Reagan’s “Tear down this wall” analyzed

Twenty one years ago today, East German authorities opened their border to West Berlin.  The Berlin Wall served as the symbolic divide between democracy and communism during the Cold War.  For 28 years, East and West Germans were prohibited from communicating with one another.  The collapse of the Berlin Wall led to Germany’s emotional reunification, and reversed, as Winston Churchill described—“the iron curtain.”

As a student of public relations and history, I am fascinated by the media’s perception of certain events and its impact on public opinion.  For many, Reagan’s infamous “Tear Down this Wall” speech a few years earlier on June 12, 1987, represented a new era—a profound turning point in history with the power to unite a world once divided.

In my opinion, simplicity is often the most effective characteristic of a well-crafted speech.  In his speech, Reagan said:

“General Secretary Gorbachev, if you seek peace, if you seek prosperity for the Soviet Union and eastern Europe, if you seek liberalization, come here to this gate. Mr. Gorbachev, open this gate. Mr. Gorbachev, tear down this wall!”

Reagan also alludes to Kennedy’s renowned “Ich bin ein Berliner” (I am a citizen of Berlin) speech on June 26, 1963, when he said,

“…President Kennedy spoke at the City Hall those 24 years ago, freedom was encircled, Berlin was under siege. And today, despite all the pressures upon this city, Berlin stands secure in its liberty. And freedom itself is transforming the globe.”

Although Kennedy and Reagan were of different political parties, both emphasized the importance of freedom and liberty.  Both had simple, authoritative and optimistic communication styles.  They instilled a sense of confidence among the American people and established a firm stance on democratic values domestically and abroad.

Surprisingly, Reagan’s “Tear Down this Wall” speech did not receive extensive media coverage initially.  Several opinion columnists criticized Reagan for being too naïve and idealistic.  According to an article in USA Today, the speech itself did not impress East Germany’s hardline communist rulers either.  Former Politburo member Guenter Schabow said on Deutschlandfunk (a German national news radio station) that “we were of the opinion that it was an absurd demonstration by a cold warrior — but also a provocation that fundamentally weighed on Gorbachev’s willingness to reform.”

When Reagan’s powerful words became a reality, the media began praising his bold stance on human rights and a firm U.S. foreign policy. Sometimes I wonder how Reagan’s speech would have been perceived if new media was part of the equation.  In 1987, the traditional media outlets of television, radio and newspapers controlled the messages that were disseminated to the public. Today, everyone is a journalist—the web is filled with millions of conversations, opinions and comments.  With YouTube, blogs and Twitter, people all over the world can share information and create communities.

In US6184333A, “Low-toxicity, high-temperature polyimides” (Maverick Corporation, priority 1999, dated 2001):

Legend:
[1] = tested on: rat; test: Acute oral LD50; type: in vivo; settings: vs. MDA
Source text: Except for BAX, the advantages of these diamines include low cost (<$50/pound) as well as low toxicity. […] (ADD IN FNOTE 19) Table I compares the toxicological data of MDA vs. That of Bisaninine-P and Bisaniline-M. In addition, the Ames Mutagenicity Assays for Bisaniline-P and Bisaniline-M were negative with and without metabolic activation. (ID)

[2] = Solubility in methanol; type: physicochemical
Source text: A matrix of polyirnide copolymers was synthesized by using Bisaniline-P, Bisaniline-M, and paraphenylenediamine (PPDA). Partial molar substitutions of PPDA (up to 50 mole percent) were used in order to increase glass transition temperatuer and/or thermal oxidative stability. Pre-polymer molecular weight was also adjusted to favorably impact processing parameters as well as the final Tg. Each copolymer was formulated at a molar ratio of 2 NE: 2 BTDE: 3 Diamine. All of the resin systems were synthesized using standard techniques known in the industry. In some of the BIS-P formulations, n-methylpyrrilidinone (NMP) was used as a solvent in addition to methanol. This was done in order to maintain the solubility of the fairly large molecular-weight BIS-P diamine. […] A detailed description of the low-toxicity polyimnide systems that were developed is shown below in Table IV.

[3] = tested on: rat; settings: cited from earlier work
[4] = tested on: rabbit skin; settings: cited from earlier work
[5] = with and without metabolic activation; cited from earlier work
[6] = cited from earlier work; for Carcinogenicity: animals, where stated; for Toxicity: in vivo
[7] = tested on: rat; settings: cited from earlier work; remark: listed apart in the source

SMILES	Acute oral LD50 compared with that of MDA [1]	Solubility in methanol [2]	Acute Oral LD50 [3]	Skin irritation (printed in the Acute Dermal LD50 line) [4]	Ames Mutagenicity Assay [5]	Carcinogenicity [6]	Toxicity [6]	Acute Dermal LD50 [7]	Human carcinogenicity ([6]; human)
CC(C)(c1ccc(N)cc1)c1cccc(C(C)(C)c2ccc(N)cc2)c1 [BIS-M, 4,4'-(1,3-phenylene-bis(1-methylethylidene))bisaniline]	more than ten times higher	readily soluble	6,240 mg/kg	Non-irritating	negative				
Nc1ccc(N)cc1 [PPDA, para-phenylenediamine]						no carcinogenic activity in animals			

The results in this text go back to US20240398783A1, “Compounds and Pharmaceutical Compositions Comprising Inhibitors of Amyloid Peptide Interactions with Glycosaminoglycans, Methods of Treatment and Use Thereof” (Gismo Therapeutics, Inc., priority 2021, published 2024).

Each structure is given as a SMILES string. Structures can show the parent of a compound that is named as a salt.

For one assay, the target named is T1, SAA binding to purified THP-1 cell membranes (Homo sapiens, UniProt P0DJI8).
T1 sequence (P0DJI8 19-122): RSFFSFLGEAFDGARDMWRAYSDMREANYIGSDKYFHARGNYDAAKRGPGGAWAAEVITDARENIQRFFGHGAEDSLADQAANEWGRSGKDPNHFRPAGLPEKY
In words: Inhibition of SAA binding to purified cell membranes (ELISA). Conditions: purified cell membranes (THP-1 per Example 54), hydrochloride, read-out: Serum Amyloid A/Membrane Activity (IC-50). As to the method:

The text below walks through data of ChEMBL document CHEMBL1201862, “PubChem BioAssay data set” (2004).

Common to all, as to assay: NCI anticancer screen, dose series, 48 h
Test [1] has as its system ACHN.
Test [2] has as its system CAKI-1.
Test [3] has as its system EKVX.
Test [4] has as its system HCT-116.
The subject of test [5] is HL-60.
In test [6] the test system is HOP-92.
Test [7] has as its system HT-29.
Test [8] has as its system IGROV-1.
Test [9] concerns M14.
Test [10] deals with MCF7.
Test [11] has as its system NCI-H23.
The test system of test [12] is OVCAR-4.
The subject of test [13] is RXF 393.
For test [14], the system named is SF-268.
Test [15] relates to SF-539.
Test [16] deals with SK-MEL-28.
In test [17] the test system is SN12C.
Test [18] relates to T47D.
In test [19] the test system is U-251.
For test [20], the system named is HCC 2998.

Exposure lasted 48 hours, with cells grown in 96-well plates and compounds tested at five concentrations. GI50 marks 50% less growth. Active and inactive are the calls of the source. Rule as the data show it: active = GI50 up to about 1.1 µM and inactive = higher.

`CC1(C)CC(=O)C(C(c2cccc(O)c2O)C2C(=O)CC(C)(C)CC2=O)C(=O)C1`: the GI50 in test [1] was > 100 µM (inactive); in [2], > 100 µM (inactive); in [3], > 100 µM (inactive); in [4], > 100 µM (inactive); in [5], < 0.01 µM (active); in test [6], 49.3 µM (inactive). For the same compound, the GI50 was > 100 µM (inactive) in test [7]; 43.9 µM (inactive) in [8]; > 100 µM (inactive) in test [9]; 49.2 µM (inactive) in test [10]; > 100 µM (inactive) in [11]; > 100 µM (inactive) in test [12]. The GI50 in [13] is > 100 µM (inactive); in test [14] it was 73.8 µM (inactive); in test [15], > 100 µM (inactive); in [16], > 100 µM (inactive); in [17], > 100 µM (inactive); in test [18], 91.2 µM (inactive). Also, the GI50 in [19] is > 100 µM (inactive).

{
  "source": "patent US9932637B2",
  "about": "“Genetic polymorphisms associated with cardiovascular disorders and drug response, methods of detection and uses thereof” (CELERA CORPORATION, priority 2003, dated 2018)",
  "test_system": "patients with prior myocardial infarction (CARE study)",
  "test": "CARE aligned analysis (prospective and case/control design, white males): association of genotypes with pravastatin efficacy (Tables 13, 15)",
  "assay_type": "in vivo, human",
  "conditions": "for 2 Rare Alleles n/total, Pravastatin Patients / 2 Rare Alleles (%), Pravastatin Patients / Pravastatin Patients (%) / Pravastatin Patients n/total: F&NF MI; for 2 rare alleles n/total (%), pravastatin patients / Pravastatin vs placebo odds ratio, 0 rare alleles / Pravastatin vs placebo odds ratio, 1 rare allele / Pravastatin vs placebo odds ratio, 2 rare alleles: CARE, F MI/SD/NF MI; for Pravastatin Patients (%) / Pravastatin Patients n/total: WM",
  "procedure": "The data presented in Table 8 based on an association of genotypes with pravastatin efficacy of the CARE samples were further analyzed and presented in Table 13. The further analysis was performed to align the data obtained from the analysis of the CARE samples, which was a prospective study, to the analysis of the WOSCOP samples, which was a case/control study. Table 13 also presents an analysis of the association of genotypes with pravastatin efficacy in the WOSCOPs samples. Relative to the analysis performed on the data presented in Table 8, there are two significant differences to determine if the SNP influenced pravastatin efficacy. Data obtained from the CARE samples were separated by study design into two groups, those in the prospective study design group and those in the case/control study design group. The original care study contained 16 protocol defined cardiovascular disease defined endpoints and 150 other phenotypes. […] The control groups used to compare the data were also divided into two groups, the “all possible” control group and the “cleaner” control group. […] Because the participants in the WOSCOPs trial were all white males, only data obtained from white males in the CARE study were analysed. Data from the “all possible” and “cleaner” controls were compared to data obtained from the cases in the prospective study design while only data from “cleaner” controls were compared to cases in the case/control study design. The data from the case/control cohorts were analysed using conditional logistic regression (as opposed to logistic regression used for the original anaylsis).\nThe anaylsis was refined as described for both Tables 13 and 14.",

In spite of the changing dynamics of public opinion and the influx of new communication technologies, we cannot deny the power of words.  Reagan’s speech defined a generation, and even though his speech was not covered as extensively at first, his words will be used as inspiration for years to come.

Arielle Herskovits is a student at Boston University majoring in Public Relations. She has held internship positions on Capitol Hill, at a large strategic communications firm and at a local nonprofit organization.  She writes a political communication blog entitled “Political Persuasion” (




  1. Joan Orlando says

    I was a child when I heard JFK speak and an adult when Reagan spoke. I never could understand, and still don’t know how leaders can hold others captive for their own political gain. Thank goodness for those who do have the courage to speak out for humanity. Thank you Arielle for addressing this timeless story.

  2. Crying Wind says

    Beautiful, inspiring, touching and honest. It brought tears to my eyes.
    I’m so proud of you!

  3. Marc Goldstein says

    As a baby boomer, I lived through the Kennedy and Reagan presidency and remember both speeches, vividly. I appreciate your scholarly approach to this topic and the balance you showed, admiring two people from very different ends of the politcal spectrum. In a world of “cable TV journalism” where one must take a position from the far left or far right, it is refreshing to read a piece from a young person that shows integrity and is free from bias. Keep up the good work!

  4. Judy Wizmur says

    How wonderful to connect the dots in this way! Your thoughtful and insightful analysis enables us to reflect on current trends in political communication through the telling lens of history. Keep up the great work!